Trump Celebrates Prison Reform Victory over Clinton-Era Crime Laws

The worn bars in the cell block are seen at Alcatraz Island, a 22-acre rocky outcrop situated 1.5 miles offshore in San Francisco Bay, August 11, 2011. Seventy-seven years ago on August 11, 1934, a group of federal prisoners classified as "most dangerous" arrived at the new high-security penitentiary designed …
TIMOTHY A. CLARY/AFP/Getty Images

President Donald Trump continued his mission of criminal justice reform on Monday, touting victory over Bill Clinton-era crime laws.

“The law rolls back provisions of the 1994 Clinton crime law that was so devastating to so many and that disproportionately impacted the African American community,” Trump said in a celebration speech at the White House. “Nobody believes how much, and now they understand it.”

The president signed the bill in December of 2018, but supporters held an additional celebration of the bill’s success after just three months.

He announced that since the bill passed, more than 500 people with unfair prison sentences had been released in less than four months and that more than 16,000 inmates enrolled in drug treatment programs.

“It’s an incredible thing when you see some of the people here — so conservative and then some so liberal,” he said. “And we just have a lot of great people that came together. They knew it had to be done.”

The president singled out leftist activist and CNN host Van Jones for working with him on the issue as well as conservative activists Charlie Kirk of Turning Point USA and Matt Schlapp of the Conservative Political Action Committee for their support.

He gave a special shoutout to his son-in-law Jared Kushner for working behind the scenes to push the legislation forward.

“Jared has had a very easy life. He was doing phenomenally in New York, and everything he touched has turned to gold, Trump said, noting that Kushner expressed interest in moving to Washington after the 2016 election to work on prison reform and peace in the Middle East.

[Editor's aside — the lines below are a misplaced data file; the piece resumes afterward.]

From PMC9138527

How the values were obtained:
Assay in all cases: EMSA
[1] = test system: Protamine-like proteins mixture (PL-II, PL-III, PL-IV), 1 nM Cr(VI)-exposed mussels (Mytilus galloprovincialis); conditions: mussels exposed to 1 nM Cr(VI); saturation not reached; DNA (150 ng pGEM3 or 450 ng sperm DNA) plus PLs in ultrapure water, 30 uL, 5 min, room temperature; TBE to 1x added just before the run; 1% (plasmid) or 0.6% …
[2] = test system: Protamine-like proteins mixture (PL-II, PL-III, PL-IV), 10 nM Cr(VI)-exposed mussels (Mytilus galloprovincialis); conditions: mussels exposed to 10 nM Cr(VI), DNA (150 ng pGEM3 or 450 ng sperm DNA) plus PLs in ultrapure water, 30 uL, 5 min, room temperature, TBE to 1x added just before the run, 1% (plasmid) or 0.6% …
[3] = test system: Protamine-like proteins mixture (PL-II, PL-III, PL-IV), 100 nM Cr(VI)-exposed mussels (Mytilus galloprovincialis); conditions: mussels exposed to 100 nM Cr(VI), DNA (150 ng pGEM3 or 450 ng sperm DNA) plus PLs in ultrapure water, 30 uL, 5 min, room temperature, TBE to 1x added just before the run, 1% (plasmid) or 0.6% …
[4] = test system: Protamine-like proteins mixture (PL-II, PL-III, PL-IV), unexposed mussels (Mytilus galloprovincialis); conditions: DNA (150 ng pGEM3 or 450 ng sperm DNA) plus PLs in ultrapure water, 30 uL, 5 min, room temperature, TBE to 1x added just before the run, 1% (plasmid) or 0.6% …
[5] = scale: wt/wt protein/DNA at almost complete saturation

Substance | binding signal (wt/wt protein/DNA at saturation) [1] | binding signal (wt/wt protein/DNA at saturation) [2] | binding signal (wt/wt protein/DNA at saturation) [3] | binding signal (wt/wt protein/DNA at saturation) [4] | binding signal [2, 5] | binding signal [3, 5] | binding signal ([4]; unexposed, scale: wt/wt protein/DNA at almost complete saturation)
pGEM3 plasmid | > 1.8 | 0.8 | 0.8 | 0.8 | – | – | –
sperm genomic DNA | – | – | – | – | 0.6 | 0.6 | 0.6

Trump acknowledged that it had not been easy for Kushner in Washington.

“His life became extremely complex,” Trump said, as the group chuckled. “And he wouldn’t trade it. I don’t think he’d trade it, because what he’s doing is incredible.”

Trump noted that thanks to the First Step Act, more prisons were working to help reform prisoners by getting them job training programs, mentorship, and education opportunities to help them find employment after prison.

“I think maybe more than anything else, we’re now proving that we are a nation that believes in redemption,” Trump said to applause.

He said that he would continue to push for more prison reform in his administration, especially to help former inmates find employment in a booming economy.

“Today, I am announcing that the Second Step Act will be focused on successful re-entry and reduce unemployment for Americans with past criminal records,” he said. “And that’s what we starting right away.”

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